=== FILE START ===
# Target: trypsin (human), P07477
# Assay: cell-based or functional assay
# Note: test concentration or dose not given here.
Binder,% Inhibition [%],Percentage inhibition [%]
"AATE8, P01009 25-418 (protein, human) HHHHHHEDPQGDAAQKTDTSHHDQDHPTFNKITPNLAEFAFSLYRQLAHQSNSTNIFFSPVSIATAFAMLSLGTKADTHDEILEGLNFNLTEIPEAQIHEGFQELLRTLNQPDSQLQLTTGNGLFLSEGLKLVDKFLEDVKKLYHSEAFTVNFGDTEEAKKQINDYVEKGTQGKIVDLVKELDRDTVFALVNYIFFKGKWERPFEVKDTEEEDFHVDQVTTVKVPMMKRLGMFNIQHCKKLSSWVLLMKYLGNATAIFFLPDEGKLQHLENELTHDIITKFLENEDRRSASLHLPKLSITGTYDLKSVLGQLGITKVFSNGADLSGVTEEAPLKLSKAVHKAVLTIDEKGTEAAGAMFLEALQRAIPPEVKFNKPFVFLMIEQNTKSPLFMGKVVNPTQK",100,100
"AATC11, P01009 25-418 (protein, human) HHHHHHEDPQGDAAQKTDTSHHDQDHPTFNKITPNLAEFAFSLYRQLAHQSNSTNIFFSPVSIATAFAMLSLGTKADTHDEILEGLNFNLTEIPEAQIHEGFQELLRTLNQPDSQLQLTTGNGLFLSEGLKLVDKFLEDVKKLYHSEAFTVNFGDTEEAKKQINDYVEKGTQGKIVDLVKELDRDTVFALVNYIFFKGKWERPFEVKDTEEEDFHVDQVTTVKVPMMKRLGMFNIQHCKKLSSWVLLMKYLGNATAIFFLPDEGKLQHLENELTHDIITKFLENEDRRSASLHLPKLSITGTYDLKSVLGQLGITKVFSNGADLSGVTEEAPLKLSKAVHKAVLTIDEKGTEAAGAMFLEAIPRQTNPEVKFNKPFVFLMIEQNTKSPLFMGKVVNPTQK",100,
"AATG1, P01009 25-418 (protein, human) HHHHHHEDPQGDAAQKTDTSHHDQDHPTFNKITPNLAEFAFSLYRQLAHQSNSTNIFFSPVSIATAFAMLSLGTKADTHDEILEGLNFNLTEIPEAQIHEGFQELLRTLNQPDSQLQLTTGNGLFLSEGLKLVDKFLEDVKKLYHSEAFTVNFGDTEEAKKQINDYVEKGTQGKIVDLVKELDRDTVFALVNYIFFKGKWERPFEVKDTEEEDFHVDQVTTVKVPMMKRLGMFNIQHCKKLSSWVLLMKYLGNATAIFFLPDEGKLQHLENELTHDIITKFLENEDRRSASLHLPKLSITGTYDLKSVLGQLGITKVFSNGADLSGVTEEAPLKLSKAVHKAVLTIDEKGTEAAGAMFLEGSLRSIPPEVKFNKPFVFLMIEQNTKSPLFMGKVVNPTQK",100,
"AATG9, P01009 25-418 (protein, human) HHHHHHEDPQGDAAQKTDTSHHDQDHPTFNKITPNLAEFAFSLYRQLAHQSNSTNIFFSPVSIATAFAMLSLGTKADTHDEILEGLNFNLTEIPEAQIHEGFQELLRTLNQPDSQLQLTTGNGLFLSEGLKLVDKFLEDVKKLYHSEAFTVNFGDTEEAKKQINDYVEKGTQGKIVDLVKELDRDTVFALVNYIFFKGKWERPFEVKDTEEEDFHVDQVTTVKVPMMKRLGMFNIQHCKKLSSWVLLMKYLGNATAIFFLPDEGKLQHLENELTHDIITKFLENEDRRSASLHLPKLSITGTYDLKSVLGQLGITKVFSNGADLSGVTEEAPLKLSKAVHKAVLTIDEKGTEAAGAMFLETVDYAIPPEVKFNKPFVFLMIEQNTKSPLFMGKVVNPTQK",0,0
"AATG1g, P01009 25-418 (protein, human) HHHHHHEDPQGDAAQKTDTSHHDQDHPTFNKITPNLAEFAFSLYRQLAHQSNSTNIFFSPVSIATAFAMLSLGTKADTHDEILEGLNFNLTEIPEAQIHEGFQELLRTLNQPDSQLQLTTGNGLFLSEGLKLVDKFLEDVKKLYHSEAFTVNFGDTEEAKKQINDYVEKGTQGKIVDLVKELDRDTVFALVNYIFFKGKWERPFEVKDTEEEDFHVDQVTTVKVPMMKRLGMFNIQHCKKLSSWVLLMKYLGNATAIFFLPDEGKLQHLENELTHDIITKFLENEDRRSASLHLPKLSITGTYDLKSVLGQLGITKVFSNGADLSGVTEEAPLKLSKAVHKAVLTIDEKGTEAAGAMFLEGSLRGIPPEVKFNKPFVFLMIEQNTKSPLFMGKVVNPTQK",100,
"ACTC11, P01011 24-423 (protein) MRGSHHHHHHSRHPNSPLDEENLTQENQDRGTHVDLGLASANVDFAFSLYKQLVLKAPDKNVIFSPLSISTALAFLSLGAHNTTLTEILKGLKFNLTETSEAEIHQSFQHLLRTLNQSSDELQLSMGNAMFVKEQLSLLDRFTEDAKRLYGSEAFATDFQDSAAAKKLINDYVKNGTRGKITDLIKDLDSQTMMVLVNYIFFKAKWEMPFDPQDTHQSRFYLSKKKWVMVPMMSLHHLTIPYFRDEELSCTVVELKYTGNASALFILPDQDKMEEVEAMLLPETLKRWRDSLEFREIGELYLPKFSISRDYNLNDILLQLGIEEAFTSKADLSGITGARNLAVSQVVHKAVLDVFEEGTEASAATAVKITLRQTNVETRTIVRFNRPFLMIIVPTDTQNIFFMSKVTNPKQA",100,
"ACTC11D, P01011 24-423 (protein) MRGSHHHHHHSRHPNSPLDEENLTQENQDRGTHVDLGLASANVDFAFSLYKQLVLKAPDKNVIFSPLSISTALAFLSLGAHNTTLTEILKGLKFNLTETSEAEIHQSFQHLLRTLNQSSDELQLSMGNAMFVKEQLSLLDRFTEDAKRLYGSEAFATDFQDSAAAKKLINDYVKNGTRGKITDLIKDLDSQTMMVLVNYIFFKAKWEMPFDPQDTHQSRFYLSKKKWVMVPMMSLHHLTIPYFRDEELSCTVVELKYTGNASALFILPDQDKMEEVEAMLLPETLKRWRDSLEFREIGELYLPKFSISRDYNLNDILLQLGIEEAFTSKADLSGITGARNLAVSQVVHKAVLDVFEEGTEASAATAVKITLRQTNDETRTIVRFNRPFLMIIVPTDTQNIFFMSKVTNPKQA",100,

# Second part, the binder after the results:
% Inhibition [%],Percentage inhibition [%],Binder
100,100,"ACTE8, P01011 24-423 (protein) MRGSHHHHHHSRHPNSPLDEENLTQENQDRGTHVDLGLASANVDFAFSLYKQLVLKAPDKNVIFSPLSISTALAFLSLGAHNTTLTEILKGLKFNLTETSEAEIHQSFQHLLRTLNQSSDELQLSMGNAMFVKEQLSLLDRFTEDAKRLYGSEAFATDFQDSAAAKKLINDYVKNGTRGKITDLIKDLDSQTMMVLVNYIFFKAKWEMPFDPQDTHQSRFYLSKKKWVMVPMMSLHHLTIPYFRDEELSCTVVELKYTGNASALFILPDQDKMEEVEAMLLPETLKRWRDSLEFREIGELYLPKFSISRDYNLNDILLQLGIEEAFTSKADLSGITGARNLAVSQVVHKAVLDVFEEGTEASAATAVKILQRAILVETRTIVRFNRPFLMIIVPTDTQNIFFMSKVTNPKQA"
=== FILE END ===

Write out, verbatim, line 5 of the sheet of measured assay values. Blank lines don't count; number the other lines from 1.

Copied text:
"AATE8, P01009 25-418 (protein, human) HHHHHHEDPQGDAAQKTDTSHHDQDHPTFNKITPNLAEFAFSLYRQLAHQSNSTNIFFSPVSIATAFAMLSLGTKADTHDEILEGLNFNLTEIPEAQIHEGFQELLRTLNQPDSQLQLTTGNGLFLSEGLKLVDKFLEDVKKLYHSEAFTVNFGDTEEAKKQINDYVEKGTQGKIVDLVKELDRDTVFALVNYIFFKGKWERPFEVKDTEEEDFHVDQVTTVKVPMMKRLGMFNIQHCKKLSSWVLLMKYLGNATAIFFLPDEGKLQHLENELTHDIITKFLENEDRRSASLHLPKLSITGTYDLKSVLGQLGITKVFSNGADLSGVTEEAPLKLSKAVHKAVLTIDEKGTEAAGAMFLEALQRAIPPEVKFNKPFVFLMIEQNTKSPLFMGKVVNPTQK",100,100